Egypt's Mursi says falls short of goals, seeks to assuage critics

By Shaimaa Fayed

CAIRO, Oct 6 (Reuters) - Egyptian President Mohamed Mursisaid on Saturday he had fallen short of goals he promised tofulfill in his first 100 days in office, but aimed to assuagecritics by highlighting his most prominent achievements.

Mursi, who hails from the Muslim Brotherhood, was handedpower in June by the army council that ruled Egypt for 16 monthsfollowing Hosni Mubarak's ouster in a popular uprising in 2011and after a presidential election.

He spoke on Saturday before tens of thousands of Egyptiansgathered at the Cairo stadium to mark the anniversary of Egypt'ssuccessful crossing of the Suez Canal in its October 1973 waragainst Israel.

"When election results were announced and I took upresponsibility on June 30, I announced a clear programme," Mursitold the crowds, referring to a 100-day plan that broadlyfocused on issues of security, supply of energy and bread,street cleanliness, and traffic decongestion.

"What has been achieved is not enough of course, but whathas been achieved by professional standards is about 70 percentof what we targetted during those 100 days."

Mursi said that among his government's main shortcomings wasthe ability to supply butane gas cylinders to Egyptians.Millions of home do not have natural gas piped into their homes.

The state currently sells butane cylinders at about 5Egyptian pounds ($0.82) each as part of its energy subsidyprogramme. The actual cost of the cylinders is about 65 pounds.

"There is a 15 percent supply shortage that pains us all butthere are reasons for this. We are not trying to escaperesponsibility," Mursi said, citing deep-rooted corruption inthe country as one of the reasons for insufficient supplies.

Amongst his top achievements, however, Mursi stressed theinterior ministry's work to step up security in the country,which had deteriorated after last year's uprising.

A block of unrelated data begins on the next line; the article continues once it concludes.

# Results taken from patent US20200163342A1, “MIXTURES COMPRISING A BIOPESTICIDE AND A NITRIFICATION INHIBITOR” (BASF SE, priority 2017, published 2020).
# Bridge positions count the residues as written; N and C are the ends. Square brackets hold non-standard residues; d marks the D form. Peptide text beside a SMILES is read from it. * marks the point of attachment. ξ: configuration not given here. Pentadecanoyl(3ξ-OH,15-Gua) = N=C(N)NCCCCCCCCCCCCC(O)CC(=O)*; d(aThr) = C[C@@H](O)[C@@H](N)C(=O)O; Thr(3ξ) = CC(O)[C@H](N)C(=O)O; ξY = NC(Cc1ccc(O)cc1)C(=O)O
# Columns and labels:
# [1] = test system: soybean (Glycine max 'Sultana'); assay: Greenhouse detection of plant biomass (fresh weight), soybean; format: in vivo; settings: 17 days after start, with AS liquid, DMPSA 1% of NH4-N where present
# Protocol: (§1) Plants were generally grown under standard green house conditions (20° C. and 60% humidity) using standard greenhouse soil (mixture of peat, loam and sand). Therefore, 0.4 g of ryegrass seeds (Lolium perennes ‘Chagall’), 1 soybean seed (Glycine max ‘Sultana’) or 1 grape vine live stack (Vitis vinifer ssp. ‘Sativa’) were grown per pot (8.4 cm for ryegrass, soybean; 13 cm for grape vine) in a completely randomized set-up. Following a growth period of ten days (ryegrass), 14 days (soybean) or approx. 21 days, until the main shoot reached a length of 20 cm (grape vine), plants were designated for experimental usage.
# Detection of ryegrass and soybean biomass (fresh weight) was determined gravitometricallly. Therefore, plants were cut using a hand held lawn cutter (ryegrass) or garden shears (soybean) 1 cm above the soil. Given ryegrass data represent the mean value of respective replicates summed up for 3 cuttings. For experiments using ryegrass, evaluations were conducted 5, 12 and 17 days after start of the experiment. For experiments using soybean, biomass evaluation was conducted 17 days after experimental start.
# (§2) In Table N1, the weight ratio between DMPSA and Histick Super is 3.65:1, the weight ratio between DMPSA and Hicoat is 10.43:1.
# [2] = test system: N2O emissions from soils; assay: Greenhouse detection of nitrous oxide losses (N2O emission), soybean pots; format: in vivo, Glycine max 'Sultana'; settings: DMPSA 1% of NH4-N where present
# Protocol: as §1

Seeking to ward off criticisms that he had placed foreignpolicy ahead of domestic affairs, Mursi said his travels toAddis Abbaba, Beijing, and New York among other destinationssince his election were targetted at boosting the economy.

"We conducted 9 trips in 11 days. They brought the economyaround $10 billion in the form of direct support as well asinvestment projects during a brief period," Mursi said.

Egypt is seeking to secure a $4.8 billion loan from theInternational Monetary Fund to plug an unmanageable budgetdeficit. Reducing state expenditure by targeting subsidies moretoward the needy is seen as vital for receiving the loan.

Mursi told the crowds that he was not veering away from hisIslamist principles by accepting the loan since Islamic lawnormally forbids paying of interest.

"Some are asking whether the loan is considered usury ornot. I do not accept at all that Egyptians get fed off usury,"Mursi said. "1.1 percent (interest rate), is this usury?"

Though the crowds cheered him, some criticised what theysaid was a populist speech aimed at concealing shortcomings.

"The government over-promised," said Sherif ElGhatrifi, headof an insurance firm. "There is little substance in what Mursisaid, no clear messages he wants to give except excuses for notdelivering. I do not feel any change on the streets."($1 = 6.0930 Egyptian pounds)

(Additional reporting by Omar Fahmy and Ahmed Tolba; Editing byMyra MacDonald)

((shaimaa.fayed@thomsonreuters.com)(+20 2 2578 3290)(ReutersMessaging: shaimaa.fayed.thomsonreuters.com@reuters.net))